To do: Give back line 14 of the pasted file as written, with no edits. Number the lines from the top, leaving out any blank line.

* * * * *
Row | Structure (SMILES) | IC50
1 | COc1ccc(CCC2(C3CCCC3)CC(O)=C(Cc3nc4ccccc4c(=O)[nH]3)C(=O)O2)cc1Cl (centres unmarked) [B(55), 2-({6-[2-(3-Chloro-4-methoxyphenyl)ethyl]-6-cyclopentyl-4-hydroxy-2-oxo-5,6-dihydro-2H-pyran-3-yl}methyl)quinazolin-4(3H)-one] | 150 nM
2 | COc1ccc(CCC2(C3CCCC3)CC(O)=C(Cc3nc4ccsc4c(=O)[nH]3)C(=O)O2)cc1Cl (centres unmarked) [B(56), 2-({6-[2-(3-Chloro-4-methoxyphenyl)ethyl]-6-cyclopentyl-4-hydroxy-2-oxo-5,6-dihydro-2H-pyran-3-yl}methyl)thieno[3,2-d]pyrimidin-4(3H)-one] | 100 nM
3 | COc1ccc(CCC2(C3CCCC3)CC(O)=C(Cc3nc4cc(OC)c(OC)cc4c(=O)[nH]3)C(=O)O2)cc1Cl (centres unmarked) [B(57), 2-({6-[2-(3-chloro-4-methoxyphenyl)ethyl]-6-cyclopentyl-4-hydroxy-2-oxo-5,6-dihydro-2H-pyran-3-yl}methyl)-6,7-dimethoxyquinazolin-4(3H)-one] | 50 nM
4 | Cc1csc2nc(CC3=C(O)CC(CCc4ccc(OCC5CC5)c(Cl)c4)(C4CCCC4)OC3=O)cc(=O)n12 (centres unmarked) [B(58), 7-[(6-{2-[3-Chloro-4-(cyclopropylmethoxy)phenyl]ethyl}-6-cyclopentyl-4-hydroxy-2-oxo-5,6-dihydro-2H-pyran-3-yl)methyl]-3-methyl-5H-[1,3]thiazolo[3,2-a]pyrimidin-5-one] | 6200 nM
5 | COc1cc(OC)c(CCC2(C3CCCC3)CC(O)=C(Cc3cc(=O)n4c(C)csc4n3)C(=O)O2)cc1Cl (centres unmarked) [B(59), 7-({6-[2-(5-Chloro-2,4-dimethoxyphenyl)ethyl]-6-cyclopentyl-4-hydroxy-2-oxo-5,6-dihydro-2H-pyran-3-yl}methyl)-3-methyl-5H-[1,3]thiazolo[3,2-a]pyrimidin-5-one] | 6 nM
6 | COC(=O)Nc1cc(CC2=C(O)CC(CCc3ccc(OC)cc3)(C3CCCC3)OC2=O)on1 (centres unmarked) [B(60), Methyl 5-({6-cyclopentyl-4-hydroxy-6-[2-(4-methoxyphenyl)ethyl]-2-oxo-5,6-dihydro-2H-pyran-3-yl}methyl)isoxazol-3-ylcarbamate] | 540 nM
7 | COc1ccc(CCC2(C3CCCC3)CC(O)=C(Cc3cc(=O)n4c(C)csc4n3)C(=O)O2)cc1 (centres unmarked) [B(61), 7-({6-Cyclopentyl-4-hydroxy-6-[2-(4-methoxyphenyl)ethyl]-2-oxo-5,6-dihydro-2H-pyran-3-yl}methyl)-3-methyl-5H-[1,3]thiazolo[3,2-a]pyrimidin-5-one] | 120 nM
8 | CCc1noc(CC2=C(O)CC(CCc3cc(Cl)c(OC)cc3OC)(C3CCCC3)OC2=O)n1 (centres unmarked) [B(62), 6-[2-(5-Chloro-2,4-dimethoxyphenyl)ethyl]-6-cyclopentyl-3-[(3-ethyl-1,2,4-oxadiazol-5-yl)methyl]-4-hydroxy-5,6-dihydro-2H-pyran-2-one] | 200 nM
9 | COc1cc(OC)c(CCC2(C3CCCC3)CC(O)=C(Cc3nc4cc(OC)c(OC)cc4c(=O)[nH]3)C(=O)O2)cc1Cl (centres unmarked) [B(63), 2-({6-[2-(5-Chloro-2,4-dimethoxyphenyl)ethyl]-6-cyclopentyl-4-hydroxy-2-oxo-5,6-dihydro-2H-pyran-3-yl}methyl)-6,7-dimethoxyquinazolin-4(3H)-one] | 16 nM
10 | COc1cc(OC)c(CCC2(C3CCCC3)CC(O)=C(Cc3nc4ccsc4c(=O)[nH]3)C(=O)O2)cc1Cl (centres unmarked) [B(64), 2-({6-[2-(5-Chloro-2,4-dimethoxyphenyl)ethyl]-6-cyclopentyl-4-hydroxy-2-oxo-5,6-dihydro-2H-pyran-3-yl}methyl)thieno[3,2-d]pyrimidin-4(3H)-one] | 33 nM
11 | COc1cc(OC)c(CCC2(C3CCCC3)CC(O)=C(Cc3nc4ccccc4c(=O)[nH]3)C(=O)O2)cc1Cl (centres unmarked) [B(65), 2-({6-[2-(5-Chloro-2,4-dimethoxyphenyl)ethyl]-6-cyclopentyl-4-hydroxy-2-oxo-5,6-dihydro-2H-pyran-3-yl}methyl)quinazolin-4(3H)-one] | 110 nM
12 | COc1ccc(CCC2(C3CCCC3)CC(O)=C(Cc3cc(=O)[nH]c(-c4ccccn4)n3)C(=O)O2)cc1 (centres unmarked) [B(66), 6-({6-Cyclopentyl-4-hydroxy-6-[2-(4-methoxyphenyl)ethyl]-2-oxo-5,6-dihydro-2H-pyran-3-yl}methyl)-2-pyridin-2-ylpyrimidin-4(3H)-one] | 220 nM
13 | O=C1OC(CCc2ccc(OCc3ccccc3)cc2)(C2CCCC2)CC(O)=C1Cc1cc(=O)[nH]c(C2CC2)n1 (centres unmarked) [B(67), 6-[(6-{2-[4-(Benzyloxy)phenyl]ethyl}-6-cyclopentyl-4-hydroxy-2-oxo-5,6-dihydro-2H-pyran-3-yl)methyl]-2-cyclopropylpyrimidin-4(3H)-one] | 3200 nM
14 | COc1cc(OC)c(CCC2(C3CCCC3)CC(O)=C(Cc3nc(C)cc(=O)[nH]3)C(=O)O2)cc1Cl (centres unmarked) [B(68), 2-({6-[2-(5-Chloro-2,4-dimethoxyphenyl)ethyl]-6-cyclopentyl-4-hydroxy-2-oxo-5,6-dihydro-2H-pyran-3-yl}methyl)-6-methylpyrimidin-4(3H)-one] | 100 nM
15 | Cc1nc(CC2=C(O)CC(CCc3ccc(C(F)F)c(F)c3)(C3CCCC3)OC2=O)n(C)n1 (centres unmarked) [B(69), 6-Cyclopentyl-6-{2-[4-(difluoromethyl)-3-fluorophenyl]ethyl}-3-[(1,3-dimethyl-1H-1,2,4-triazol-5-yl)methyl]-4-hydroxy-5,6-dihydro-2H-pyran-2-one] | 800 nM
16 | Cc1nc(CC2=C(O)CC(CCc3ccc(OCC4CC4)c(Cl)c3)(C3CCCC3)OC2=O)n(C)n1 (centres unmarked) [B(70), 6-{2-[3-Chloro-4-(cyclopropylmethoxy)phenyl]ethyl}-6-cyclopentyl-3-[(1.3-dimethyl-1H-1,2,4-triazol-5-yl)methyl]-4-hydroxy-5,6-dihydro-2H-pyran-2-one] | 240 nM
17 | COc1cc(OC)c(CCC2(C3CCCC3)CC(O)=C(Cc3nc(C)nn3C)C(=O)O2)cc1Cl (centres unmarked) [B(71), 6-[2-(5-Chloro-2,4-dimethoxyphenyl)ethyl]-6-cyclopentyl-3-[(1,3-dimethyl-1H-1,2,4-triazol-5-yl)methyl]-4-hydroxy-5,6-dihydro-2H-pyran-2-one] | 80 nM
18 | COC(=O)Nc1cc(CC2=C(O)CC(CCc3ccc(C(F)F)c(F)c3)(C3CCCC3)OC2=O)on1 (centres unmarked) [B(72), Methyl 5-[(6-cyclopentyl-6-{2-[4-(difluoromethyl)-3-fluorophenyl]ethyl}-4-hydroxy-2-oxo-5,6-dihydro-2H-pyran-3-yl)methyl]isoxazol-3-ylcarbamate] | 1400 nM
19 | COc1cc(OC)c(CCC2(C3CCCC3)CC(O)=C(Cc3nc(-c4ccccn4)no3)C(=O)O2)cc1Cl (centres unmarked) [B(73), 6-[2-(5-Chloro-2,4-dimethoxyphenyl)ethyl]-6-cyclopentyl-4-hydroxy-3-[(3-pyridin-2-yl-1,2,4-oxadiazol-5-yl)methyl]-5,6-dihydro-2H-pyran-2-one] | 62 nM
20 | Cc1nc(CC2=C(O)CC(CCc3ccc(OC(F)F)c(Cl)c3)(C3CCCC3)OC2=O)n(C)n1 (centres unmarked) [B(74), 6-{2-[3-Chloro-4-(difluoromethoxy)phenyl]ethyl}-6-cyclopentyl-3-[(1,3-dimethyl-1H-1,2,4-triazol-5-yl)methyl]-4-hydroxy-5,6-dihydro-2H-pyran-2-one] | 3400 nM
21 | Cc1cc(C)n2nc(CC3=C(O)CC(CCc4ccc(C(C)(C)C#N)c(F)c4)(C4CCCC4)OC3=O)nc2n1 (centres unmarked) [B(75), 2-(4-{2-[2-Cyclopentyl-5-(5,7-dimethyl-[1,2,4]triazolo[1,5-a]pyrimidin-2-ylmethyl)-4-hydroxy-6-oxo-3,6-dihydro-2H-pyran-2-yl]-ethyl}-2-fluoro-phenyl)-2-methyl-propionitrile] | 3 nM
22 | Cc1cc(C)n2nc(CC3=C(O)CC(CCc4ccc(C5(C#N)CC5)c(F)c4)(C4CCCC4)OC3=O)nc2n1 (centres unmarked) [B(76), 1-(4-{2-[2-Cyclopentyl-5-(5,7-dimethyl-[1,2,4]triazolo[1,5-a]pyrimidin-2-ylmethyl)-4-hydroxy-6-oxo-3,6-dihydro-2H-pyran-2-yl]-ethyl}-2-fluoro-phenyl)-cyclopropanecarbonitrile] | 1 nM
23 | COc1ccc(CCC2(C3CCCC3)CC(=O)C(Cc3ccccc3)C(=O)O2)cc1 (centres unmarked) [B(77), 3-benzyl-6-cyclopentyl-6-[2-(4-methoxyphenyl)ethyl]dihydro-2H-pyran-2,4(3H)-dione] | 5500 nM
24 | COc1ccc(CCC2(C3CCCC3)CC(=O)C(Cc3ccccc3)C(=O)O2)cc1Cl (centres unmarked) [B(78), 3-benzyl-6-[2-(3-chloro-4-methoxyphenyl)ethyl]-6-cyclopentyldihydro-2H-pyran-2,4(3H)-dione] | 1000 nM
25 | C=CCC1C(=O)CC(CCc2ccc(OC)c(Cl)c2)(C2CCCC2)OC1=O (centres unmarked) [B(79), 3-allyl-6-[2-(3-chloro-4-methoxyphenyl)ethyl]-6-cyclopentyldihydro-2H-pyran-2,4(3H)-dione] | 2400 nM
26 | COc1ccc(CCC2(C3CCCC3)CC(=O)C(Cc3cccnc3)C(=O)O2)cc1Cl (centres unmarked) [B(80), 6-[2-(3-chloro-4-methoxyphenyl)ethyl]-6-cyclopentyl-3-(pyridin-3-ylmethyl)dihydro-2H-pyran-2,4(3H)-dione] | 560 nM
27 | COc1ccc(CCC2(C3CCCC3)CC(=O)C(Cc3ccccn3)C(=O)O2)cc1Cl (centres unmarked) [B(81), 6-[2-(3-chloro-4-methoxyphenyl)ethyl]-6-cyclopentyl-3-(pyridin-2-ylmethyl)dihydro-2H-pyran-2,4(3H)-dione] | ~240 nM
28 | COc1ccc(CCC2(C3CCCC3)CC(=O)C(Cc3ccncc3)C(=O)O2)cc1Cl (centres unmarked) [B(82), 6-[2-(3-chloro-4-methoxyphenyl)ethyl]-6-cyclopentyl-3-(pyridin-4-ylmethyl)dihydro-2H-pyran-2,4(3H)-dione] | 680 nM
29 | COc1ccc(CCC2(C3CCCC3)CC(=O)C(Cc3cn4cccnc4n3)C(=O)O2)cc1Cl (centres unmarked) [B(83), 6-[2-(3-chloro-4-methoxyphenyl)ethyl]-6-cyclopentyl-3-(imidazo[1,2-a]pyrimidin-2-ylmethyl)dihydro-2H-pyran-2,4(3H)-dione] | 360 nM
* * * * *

13 | O=C1OC(CCc2ccc(OCc3ccccc3)cc2)(C2CCCC2)CC(O)=C1Cc1cc(=O)[nH]c(C2CC2)n1 (centres unmarked) [B(67), 6-[(6-{2-[4-(Benzyloxy)phenyl]ethyl}-6-cyclopentyl-4-hydroxy-2-oxo-5,6-dihydro-2H-pyran-3-yl)methyl]-2-cyclopropylpyrimidin-4(3H)-one] | 3200 nM